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Pleasant View P.E. Group Teaches Activity, Caring for Others

BY: Micca Terrell

Local students are learning how to become more active and how to help other children hundreds of miles away. About 25 home school students gather each week to learn about exercise and team sports with PVPE, a program created by Sarah Schmiedeknecht, a licensed personal trainer, educator, and supporter of a nonprofit that helps build schools in Haiti.

Schmiedeknecht said the idea of creating a physical education group came about through her love of teaching and being active, as well as observing a need for young ones to get moving.

“As an educator, I have a heart for kids, and I saw a need and opportunity to help kids improve their health (physical and mental) through specific movements focused on building muscle and strength and improving cardiovascular health,” she said.

“I know that alternative schooling methods rarely have a group of kids large enough that they are able to play a team sport / recreational games and learn exercise techniques- such as what happens at recess at public or private schools. I asked a few friends if this is something their kids would be interested in and they overwhelmingly said yes, so I decided it would be a good idea to start a homeschool PE class. I love kids, and I love encouraging them to find things that they love doing,” Schmiedeknecht explained.

The group, which has included children in ages 5-14 so far, helps kids improve their fitness, see the connection that when they take care of their bodies, they can more easily help others. It also targets movement, improvement in baseline fitness, and general understanding of other sports. By getting away from their phones and tablets, students are able to find something to channel their frustration and grow in their sportsmanship, Schmiedeknecht said.

“Being outside, moving one’s body and pushing your body physically creates endorphins. It allows children to experiment with different movement that they may really enjoy. I also want the kids to make the connection that when they take care of their bodies, they are better able to help others. And that’s why I tied in raising money for our school in Haiti,” she said.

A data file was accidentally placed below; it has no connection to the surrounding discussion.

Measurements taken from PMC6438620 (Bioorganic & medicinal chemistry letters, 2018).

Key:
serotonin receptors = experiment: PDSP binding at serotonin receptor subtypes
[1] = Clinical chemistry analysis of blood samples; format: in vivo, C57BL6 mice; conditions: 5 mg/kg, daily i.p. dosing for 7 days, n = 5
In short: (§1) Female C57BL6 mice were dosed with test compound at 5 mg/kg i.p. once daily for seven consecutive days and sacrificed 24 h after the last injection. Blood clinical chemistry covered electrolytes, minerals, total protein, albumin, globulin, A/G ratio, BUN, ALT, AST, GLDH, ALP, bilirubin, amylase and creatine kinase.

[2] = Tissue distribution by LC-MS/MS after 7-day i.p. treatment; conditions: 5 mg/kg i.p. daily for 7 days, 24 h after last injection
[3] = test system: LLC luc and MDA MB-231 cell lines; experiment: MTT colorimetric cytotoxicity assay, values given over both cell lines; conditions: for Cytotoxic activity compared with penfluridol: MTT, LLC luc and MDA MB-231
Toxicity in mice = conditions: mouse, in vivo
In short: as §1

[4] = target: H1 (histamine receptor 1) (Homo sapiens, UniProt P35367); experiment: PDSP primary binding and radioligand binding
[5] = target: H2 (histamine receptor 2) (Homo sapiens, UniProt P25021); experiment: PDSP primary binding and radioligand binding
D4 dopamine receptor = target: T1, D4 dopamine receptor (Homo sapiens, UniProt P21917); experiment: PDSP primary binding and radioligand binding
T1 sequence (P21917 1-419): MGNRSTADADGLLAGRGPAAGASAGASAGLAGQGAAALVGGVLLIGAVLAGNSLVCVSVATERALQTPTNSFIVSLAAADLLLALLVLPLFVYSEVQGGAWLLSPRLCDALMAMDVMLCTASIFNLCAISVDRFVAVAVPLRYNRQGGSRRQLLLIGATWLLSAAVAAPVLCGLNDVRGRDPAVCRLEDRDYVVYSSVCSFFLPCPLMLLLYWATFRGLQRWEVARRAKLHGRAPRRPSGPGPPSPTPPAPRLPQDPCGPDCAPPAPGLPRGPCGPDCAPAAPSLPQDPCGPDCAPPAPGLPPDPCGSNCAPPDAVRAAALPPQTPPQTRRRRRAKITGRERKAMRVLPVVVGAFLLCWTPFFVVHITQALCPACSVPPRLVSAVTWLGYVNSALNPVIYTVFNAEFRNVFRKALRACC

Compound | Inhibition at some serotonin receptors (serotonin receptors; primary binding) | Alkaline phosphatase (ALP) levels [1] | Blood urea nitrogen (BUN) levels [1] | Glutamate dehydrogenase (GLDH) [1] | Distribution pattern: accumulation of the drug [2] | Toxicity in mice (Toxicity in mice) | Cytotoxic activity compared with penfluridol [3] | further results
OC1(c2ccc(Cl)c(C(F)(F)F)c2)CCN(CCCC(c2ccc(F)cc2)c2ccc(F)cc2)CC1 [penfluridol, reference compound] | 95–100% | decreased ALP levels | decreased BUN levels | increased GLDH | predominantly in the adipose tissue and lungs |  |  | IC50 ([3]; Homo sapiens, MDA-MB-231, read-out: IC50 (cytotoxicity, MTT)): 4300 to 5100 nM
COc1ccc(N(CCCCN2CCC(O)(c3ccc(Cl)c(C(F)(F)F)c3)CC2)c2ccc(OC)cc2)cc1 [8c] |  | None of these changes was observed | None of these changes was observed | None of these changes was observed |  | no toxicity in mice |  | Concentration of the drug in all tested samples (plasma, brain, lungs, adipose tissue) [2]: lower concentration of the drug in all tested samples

“I do not charge for the class, but I ask kids to collect change to fill our five-gallon bucket and donate every class. I personally match whatever is donated. So far, we have raised a few hundred dollars. We’re expecting a strong finish this spring! We also have PayPal or Venmo donations,” Schmiedeknecht said.

The school in Haiti is being built through the nonprofit, Faith and Action International. The organization was launched in 2014 by Schmiedeknecht’s friend, ordained minister Kecia Stroot. Schmiedeknecht created and manages the website and online donations and assists with social media. At the time of the organization’s inception, she and Stroot lived in Roseau, Minnesota. Stroot and her husband adopted four children from Haiti and learned of a unique opportunity from the family of one of the children.

“One of the Stroot’s adopted children’s uncle had a friend who gifted the land to Faith and Action International, on one condition: that we would build a school. He gave the land, and we built the school. Since 2014 we have been paying the teachers’ salaries throughout the year, providing uniforms and books. Each year 200 students receive an elementary education because of Faith and Action International. Recently, we were approached to buy the land to build another school in a different town in Haiti. The building process began this summer (2021),” she said.

The second school plans to open in September, in Mirebalais, Haiti, with space for 200 students. For more on Faith and Action International, visit their website:

To learn more about PVPE, email Schmiedeknecht at or phone 989-600-7009.


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